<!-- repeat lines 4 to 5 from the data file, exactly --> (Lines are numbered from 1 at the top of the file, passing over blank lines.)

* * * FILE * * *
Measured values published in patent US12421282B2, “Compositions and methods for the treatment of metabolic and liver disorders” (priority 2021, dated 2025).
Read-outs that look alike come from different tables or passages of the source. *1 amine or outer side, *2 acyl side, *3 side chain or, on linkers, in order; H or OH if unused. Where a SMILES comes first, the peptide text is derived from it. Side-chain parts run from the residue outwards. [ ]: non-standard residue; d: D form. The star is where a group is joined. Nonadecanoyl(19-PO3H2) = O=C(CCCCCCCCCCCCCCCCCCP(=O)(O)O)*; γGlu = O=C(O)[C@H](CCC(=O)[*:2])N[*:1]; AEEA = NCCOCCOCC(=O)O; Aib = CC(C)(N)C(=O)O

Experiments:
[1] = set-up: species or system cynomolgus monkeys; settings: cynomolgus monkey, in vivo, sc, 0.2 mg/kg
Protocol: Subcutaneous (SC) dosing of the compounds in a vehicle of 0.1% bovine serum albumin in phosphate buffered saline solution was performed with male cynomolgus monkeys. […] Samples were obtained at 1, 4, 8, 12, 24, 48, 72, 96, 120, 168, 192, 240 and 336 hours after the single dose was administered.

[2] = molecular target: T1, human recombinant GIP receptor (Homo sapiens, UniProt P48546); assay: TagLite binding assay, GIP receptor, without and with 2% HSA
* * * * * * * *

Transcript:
[1] = set-up: species or system cynomolgus monkeys; settings: cynomolgus monkey, in vivo, sc, 0.2 mg/kg
Protocol: Subcutaneous (SC) dosing of the compounds in a vehicle of 0.1% bovine serum albumin in phosphate buffered saline solution was performed with male cynomolgus monkeys. […] Samples were obtained at 1, 4, 8, 12, 24, 48, 72, 96, 120, 168, 192, 240 and 336 hours after the single dose was administered.